finish off the Falcons with their 2-yard touchdown.

Owens, who didn't play because of a severe ankle injury, had a
prominent role nonetheless. He drew plenty of attention with his
sideline antics, flapping his arms and waving a towel to urge on a
crowd that didn't need any encouragement.

And he may just recover in time for the Super Bowl.

"I have a feeling he will," Reid said.

Owens' teammates filled in admirably. McNabb worked his passes
around to eight players, led by Brian Westbrook with five catches
for 39 yards. Westbrook also handled the bulk of the running load,
carrying 16 times for 96 yards.

Then, it was time for the party -- Philly-style.

"For those about to rock, we salute you," AC-DC screamed over
the sound system. Fireworks went off above the stadium. And tons of
glitter fluttered over the field, recreating the blizzard that
swept through the city a day earlier.

"This is their fourth trip in a row to the championship game,"
said Jim Mora, the Falcons' rookie coach. "They've been in this
position before, and they played like they've been in this position
before."

It was a great season for the Falcons, who came within one win
of their second Super Bowl after going 5-11 last season. With Vick
at quarterback, the future looks bright.

Philadelphia scored on its second possession after Chris Mohr
managed just an 8-yard punt into a stiff wind. The Eagles appeared
to go three-and-out, but a holding penalty on rookie cornerback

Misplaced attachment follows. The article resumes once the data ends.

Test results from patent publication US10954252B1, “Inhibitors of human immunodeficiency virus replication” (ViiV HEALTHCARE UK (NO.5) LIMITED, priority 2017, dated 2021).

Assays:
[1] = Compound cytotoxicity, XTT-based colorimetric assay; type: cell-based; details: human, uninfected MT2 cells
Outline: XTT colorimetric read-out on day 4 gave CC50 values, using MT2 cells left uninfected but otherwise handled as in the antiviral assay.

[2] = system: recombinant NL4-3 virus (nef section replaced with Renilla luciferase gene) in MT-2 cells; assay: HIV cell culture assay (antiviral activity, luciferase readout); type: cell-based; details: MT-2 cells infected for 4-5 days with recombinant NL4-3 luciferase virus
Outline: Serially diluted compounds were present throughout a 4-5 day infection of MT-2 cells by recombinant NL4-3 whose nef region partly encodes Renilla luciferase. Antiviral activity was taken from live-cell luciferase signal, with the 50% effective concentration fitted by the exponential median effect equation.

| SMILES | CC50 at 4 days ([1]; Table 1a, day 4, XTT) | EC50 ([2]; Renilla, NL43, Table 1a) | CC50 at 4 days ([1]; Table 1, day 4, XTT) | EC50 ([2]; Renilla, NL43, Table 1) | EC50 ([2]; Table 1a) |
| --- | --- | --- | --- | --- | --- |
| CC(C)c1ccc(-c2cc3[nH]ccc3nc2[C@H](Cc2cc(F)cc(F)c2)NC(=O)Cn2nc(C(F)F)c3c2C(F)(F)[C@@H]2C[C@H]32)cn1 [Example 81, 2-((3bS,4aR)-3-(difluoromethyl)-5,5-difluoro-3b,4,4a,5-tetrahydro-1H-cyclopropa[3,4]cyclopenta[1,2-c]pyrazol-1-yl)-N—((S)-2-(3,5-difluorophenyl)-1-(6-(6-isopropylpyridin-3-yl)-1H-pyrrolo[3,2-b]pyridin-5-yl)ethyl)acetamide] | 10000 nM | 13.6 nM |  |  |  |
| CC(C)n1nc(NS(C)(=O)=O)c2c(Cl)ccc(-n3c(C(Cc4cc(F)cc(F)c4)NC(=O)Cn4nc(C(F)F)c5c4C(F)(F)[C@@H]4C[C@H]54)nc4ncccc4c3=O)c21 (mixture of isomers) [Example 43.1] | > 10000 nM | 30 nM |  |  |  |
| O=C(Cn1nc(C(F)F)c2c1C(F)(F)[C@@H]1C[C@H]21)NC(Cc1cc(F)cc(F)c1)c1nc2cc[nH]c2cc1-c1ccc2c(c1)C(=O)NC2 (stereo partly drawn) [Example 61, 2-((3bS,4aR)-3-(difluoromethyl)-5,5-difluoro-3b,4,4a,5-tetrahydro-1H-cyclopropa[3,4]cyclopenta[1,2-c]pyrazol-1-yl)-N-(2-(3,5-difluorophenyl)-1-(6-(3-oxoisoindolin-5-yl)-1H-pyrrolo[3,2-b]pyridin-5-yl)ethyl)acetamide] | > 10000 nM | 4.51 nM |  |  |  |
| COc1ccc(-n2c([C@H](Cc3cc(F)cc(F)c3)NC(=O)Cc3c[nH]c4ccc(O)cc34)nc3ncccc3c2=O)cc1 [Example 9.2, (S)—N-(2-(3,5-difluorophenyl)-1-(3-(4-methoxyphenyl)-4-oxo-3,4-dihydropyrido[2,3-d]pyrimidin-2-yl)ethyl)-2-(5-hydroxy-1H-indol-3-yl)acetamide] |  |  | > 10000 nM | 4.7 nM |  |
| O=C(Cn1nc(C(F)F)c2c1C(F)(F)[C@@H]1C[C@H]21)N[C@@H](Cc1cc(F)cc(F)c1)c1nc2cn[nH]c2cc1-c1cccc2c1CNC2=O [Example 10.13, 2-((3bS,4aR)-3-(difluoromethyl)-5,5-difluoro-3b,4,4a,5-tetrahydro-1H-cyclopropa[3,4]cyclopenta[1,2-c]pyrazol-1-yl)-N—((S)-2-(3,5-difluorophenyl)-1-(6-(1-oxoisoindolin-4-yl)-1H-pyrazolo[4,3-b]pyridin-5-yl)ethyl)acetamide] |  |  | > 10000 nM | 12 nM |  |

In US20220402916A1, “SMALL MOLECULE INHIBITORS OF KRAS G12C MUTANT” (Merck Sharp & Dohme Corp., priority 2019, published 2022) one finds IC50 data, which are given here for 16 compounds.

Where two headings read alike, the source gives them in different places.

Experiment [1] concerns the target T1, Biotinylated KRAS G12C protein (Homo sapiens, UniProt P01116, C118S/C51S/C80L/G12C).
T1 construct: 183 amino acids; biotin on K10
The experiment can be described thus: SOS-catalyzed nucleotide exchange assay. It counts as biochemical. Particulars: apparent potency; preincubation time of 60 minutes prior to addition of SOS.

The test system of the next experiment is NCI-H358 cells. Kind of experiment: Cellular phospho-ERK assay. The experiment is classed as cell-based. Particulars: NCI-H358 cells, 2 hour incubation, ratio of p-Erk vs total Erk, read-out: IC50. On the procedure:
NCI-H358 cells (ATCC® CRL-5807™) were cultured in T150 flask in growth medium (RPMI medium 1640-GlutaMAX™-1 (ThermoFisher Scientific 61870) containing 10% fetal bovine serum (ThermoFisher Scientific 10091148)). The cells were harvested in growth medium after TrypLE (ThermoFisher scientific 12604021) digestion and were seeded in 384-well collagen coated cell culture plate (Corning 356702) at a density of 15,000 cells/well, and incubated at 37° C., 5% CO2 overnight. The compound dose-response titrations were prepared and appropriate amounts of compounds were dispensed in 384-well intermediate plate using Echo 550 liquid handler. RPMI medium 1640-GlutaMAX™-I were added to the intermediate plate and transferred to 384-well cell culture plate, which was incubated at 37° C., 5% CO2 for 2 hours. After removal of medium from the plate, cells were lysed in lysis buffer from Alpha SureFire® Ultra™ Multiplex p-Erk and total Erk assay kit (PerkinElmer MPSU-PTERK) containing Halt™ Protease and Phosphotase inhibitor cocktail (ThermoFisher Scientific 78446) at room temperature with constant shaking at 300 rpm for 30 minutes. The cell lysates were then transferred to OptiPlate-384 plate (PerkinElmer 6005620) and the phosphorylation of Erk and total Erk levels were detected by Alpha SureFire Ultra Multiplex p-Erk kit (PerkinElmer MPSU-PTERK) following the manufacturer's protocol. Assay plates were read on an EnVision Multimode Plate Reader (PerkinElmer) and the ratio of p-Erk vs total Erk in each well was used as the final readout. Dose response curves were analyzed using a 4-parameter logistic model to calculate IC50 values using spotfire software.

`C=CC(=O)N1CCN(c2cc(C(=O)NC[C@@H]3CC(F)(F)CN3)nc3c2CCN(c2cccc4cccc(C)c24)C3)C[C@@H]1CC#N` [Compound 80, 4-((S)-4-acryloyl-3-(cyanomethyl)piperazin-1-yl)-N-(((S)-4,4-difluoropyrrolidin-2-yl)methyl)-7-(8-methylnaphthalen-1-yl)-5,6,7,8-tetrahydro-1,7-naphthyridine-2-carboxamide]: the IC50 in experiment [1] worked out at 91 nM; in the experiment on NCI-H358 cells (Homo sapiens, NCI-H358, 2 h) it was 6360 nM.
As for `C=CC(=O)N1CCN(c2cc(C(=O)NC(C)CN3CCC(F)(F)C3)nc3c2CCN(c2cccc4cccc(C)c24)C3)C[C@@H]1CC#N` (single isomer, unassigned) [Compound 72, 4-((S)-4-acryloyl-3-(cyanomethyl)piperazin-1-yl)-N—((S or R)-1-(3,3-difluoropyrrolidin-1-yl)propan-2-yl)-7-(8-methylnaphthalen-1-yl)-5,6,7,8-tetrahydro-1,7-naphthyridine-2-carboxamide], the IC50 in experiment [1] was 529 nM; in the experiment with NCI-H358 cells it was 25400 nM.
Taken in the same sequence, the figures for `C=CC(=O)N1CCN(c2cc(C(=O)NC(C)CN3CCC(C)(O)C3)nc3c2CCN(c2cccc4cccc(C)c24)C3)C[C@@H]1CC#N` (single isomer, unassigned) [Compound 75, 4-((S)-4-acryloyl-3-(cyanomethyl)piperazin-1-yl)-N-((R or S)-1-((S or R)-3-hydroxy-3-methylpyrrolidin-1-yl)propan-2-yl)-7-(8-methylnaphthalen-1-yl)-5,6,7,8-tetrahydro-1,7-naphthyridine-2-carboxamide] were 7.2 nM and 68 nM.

DeAngelo Hall kept the drive alive.

Westbrook broke off a 36-yard run, scooting through a huge hole
on the right side and breaking through Brian Scott's attempted
tackle. Dorsey Levens finished it off with a 4-yard touchdown run,
appearing to be stopped at the 2 but getting a shove into the end
zone from offensive guard Jermane Mayberry.

The Falcons responded by holding the ball for almost nine
minutes, also benefiting from a defensive holding penalty on third
down that kept the drive alive. But Philadelphia stiffened on
first-and-goal from 2, throwing T.J. Duckett for a loss -- only the
second negative run of the season for the 254-pound back. Atlanta
was forced to settle for Jay Feely's 23-yard field goal.

Back came the Eagles for another touchdown, set up by another
big play. McNabb lofted a pass to Greg Lewis, who was covered by
undrafted free agent Christian Morton. Lewis slowed up to catch the
ball while Morton stumbled out of position, the result being a
45-yard completion to the Atlanta 4.

Two plays later, it was another Lewis, tight end Chad, making a
spectacular catch in the corner of the end zone. He somehow managed
to drag both feet inbounds after leaping to pull down the high
throw. Atlanta challenged, but the replay clearly backed up the
refs' call.

The Falcons followed with their most impressive offensive
display. In only five plays, they shredded the Eagles for 70 yards,
capped off by Warrick Dunn's 10-yard touchdown with 2:02 left in
the first half.

But Atlanta's offense never warmed up over the final two
quarters.

While the temperature at kickoff was 17, it felt more like zero.
A steady 26 mph wind -- gusting as high as 35 mph -- swept in through
the openings on the north end of the stadium.

But the sun and a brilliant blue sky were a striking change from
conditions a day earlier. Snow was piled up around the edge of the
field, remnants of a blizzard that dumped about a foot of snow and
paralyzed much of the East Coast.

The bitter conditions didn't diminish the mood of the fans,
nearly all of whom bundled up in something green. They began
gathering in the parking lots -- where snow had been plowed into
piles higher than their vehicles -- just after sunrise to get an
early start on the expected celebration.

Leading up to the kickoff, there was another Philly moment.

The "Rocky" theme blared from the speakers, sending the crowd
into a towel-waving frenzy. The video board showed clips from the
movie interspersed with highlights from the Eagles' season.

Now, they've got a chance to show the biggest highlight of all --
a Super Bowl championship.